What The Cheesecake Factory and Applebee’s are doing with place-named burgers here, McDonald’s is doing in Switzerland, only in more-complex style.
The complexity for the “Swiss Weeks” burgers campaign comes from Switzerland’s multilingual, multicultural makeup. Each of three burgers not only is named for a region, it incorporates local ingredients and is being advertised in the language—German, French or Italian—appropriate to that part of the country. Priced at 7.90 Swiss francs each, or approximately $8.52, McDonald’s here moves up to fast-casual burger pricing, or perhaps even to casual-dining level.
“Welcome to the culinary event of Switzerland,” McDonald’s site declares in introducing these three burgers:
◙ McRomandie is available first. What’s interesting is that in addition to including beef, tomatoes, lettuce and “deluxe sauce,” the burger is described as having Kaltbach-brand Gruyère cheese and the Paillasse Bread® popular in Romandy, the French-speaking region. The use of brand names here is unusual and interesting as a precedent. The TV commercial for the McRomandie is in French.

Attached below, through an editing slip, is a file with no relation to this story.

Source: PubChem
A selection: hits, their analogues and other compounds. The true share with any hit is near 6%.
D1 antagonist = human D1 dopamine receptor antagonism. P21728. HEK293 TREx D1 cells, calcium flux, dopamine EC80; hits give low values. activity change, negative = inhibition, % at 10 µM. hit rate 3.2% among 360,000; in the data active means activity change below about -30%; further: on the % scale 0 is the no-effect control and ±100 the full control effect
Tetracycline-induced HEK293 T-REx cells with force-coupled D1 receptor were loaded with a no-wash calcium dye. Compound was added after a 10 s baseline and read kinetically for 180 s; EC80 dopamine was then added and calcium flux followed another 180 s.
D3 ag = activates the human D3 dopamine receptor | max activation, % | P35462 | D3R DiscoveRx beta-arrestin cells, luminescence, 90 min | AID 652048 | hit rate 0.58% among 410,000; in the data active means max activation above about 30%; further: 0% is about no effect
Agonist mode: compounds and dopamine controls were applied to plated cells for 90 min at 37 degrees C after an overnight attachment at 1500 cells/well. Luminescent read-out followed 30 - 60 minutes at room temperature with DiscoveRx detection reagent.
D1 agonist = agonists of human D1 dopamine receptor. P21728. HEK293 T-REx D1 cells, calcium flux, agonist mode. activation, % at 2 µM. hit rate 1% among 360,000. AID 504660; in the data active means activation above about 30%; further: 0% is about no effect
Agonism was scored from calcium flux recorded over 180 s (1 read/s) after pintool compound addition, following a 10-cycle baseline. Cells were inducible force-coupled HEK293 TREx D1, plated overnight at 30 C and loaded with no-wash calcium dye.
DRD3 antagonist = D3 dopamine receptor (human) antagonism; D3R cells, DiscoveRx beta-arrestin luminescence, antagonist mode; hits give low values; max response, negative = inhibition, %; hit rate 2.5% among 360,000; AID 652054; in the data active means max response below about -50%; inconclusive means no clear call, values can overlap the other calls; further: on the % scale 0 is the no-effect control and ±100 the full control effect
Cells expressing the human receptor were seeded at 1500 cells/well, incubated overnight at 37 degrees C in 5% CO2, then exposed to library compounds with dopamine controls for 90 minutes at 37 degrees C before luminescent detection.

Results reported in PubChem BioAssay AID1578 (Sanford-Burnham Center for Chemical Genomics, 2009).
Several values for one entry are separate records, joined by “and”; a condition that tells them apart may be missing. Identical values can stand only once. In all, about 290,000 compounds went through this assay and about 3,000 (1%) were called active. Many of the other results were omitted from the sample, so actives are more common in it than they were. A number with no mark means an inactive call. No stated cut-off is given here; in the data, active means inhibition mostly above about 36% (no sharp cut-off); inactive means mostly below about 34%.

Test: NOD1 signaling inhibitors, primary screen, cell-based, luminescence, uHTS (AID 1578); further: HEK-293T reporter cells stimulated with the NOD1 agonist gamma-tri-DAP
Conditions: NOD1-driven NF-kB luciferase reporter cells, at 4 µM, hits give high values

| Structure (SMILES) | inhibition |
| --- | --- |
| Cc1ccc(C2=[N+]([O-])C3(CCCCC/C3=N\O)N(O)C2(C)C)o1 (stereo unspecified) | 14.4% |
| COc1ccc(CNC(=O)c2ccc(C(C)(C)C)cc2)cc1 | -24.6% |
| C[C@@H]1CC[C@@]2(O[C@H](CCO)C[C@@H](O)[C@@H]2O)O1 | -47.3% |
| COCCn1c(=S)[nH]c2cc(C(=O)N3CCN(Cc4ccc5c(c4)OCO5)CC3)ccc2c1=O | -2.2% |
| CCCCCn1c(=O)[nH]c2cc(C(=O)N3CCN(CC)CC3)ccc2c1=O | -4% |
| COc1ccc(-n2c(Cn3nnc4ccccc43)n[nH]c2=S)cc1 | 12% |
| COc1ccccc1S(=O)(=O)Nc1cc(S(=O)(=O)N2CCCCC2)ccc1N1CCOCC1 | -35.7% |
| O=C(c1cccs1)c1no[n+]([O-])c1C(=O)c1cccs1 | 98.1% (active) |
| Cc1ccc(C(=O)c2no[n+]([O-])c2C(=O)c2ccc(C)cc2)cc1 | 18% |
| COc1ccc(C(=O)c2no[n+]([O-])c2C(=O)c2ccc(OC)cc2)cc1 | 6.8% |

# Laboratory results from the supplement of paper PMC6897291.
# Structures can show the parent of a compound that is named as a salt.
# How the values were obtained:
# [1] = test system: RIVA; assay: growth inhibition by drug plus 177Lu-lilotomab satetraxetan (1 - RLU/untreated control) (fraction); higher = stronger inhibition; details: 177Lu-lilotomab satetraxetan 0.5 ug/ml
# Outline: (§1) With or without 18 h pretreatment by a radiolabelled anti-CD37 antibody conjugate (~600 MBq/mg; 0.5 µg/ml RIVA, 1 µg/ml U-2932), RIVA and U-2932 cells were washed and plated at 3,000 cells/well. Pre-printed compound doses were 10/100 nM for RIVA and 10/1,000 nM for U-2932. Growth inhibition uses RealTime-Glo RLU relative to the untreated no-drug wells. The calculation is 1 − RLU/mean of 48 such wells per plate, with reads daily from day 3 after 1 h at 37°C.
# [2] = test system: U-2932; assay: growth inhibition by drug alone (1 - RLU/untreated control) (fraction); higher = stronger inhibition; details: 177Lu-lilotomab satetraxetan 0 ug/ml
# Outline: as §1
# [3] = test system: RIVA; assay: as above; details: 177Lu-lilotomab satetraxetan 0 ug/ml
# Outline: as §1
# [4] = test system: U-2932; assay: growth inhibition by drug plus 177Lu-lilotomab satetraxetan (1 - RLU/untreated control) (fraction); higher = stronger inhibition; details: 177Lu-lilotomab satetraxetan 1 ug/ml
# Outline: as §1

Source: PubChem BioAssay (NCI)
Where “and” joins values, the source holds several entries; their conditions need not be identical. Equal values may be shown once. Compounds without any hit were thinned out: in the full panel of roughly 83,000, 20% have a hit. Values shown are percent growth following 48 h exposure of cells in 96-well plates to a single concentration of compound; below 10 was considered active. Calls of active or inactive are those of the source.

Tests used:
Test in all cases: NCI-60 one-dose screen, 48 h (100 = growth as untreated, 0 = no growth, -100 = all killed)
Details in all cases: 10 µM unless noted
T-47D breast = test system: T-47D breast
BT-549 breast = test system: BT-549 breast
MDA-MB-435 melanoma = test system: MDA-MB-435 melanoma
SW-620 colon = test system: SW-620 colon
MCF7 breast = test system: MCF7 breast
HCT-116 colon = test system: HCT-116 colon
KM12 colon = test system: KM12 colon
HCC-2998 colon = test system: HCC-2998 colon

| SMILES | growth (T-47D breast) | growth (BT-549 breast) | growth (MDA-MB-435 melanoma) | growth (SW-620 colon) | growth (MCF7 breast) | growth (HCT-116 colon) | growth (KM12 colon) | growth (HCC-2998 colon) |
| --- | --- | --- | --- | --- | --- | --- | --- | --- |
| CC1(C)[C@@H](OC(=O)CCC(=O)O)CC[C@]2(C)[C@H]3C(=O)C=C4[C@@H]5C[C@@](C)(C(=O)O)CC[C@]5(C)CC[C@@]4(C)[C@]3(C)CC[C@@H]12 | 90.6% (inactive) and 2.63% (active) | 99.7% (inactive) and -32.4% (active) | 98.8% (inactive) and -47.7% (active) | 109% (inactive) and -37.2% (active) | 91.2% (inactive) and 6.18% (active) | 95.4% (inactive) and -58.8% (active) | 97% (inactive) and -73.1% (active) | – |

◙ McBärn goes on the menu next. It’s named not for barns but for Bern, the city in the central, German speaking region. It also boasts a popular brand name—Emmi Kaltbach-brand Emmentaler cheese—along with a hash-brown patty the size of the burger and bacon. The TV commercial is in German.
◙ McTicino, named for Ticino in the region bordering Italy, is distinguished by its use of that town’s signature segmented bread. Toppings are basil, fresh tomato and Emmi-brand mozzarella, and Italian is the language of the TV spot promoting it.
The common idea uniting the TV commercials is that you have to be Swiss to know the “secret” way to order these burgers. For example, in the McRomandie commercial (which can be watched here), a man speaks his order to a fire hydrant and then drives up the street, where he receives his sack of food from an arm that extends from a bush. This “just for us” wink nicely ties these multilingual elements into a single, national campaign.